It has finally happened. No more guessing, no more speculation and no more rumors from the media. The PlayStation 4 has been announced, details revealed, games unveiled and minds blown. The newest addition to the Sony entertainment ecosystem is officially named the PlayStation 4 and will release this holiday season.
The system will feature vastly upgraded internal hardware. To demonstrate the power of the system, Sony showed a one million-object physics demo, where they let one million individual objects fall and be subjected to simulated physics. That simulation would have overloaded the processors of current consoles.
The system gets a new Dualshock 4 controller that features a share button and touchpad, as well as a new “light-bar” feature to be used in conjunction with PlayStation Move, through a new Kinect-like device that Sony also unveiled but didn’t name. The share button is extremely interesting and integrates with Sony’s new social media mindset. With the press of a button you can “instantly” share game-play through social media sites. This is without complicated capture equipment, without editing and without buffering.
Something to this magnitude has never been attempted by consoles and accurately echoes the new Sony mantra of simplicity, integration, personalization, sociability and immediacy. Everything from the startup time, to menus, to joining a friend’s game is supposed to be instant. And with the new powerful specs the system can definitely achieve that.
But the social aspects of PlayStation 4 do not stop at sharing game-play. In theory there will be the ability for a players’ friends to watch the player at a moments notice, and even seize control of the players’ game to help in difficult situations. This will likely be gated by system settings and won’t be turned on 100 percent of the time, but will be extremely helpful in difficult games like “Dark Souls.”
The announcements weren’t finished there, though. The Sony Entertainment Store will feature high-speed download and even the ability to play games “as” they download. This is something that has never been attempted by any platform to date. Additionally, every title in the store will be playable, again, instantly with the touch of a button. The store will also learn your likes and dislikes via social media and your purchases as well as your friends’ purchases through the network. This will allow for an extremely personalized ad-space.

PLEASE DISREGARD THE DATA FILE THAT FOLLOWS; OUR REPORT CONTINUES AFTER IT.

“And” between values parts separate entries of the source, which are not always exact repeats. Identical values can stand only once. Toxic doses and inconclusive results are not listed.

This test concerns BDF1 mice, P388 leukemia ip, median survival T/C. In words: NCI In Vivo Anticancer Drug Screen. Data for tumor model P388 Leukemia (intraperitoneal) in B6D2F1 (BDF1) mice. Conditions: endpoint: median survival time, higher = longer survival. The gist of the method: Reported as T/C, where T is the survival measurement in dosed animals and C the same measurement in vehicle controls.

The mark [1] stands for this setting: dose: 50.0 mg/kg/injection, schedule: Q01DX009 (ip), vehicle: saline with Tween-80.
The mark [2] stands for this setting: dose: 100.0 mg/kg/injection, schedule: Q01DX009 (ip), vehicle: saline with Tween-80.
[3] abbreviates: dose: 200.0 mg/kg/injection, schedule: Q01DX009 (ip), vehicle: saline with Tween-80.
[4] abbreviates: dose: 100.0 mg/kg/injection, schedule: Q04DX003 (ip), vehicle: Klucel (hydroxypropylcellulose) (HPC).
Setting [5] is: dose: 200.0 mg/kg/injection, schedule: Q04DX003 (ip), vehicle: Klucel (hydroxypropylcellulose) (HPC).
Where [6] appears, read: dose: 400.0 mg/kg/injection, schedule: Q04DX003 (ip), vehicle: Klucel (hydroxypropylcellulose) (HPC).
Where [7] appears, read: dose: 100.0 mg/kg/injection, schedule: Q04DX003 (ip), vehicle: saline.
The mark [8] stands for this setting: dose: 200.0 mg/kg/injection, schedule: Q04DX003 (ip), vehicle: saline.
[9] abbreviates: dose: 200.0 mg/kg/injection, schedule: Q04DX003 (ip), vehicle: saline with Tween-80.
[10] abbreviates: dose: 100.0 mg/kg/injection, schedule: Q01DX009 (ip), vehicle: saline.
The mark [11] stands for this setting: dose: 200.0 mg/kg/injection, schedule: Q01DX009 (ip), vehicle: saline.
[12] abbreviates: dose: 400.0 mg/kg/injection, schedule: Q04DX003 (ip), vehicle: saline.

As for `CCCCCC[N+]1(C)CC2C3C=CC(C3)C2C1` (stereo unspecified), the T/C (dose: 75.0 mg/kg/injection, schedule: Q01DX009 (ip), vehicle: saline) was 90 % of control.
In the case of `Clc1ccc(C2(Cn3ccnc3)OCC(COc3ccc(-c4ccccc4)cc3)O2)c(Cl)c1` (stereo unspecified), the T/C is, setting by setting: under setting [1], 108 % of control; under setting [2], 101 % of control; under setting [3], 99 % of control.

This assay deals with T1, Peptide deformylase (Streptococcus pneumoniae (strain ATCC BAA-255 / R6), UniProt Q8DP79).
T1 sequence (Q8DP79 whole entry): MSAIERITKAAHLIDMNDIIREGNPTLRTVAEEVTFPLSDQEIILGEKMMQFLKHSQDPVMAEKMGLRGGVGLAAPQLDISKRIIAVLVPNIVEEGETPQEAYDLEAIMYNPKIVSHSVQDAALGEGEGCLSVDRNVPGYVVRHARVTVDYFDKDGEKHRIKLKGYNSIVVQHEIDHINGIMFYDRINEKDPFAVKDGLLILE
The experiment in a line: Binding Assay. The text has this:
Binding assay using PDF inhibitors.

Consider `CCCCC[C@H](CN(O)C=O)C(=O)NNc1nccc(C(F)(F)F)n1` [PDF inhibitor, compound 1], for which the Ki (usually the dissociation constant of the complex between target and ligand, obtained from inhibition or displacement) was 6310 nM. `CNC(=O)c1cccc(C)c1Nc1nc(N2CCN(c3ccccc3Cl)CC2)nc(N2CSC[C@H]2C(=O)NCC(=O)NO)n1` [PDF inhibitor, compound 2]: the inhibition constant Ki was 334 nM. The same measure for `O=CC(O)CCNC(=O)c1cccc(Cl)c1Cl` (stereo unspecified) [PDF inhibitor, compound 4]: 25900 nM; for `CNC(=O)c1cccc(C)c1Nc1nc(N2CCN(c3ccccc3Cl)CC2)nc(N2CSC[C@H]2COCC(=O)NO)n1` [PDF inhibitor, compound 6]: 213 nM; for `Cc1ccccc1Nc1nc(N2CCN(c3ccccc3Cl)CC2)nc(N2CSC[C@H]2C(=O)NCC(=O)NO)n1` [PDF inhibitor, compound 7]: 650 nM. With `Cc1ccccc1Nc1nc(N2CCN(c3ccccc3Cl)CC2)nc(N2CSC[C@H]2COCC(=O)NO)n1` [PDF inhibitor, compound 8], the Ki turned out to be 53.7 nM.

The PlayStation 4 will feature Vita integration to a great degree. The goal of Sony is to have every single PlayStation 4 title available for Vita and have the Vita access the system as though it was a server, so you can play your games on the go. This functionality is indicative of both the bandwidth capabilities of the PS4 and the hardware capabilities of the Vita. This functionality of a dual screen experience was demoed with the first game ever announced for PlayStation 4, “Knack.”
The system will host plenty of games for a variety of audiences and age ranges. “Knock” was the first one demoed that takes advantage of the new physics capability with a character that disassembles at will, and uses this ability to solve puzzles that look like they come from the Lego franchise.
Next was “Killzone: Shadow Fall,” which is clearly aimed at a more adult audience and requires a separate skill-set the PS4 offers, graphical fidelity. Even on the low resolution of an Internet stream it was obvious that the types and amount of dynamic lighting, flame effects, high-resolution textures and frame-rate are leaps and bounds ahead of the current generation.
Other games announced were “Watch_Dogs,” “InFamous: Second Son,” “The Witness,” “Diablo 3,” “DriveClub,” “Deep Down” and “Destiny,” along with a teaser for the next installment of the “Final Fantasy” franchise.
While the event didn’t lack in games, it did lack in some crucial details. Sony did not name a price or show a PS4. So while this is an apparently amazing system, there is no guarantee of a sub $600 price point like the PS3 had. And it was unclear whether or not the social media integration would be gated behind a subscription model similar to that of Xbox Live, which has been a fear of many speculators.
All-in-all the system looks great thus far, and will not suffer from a lack of games this holiday.
By Sean Burke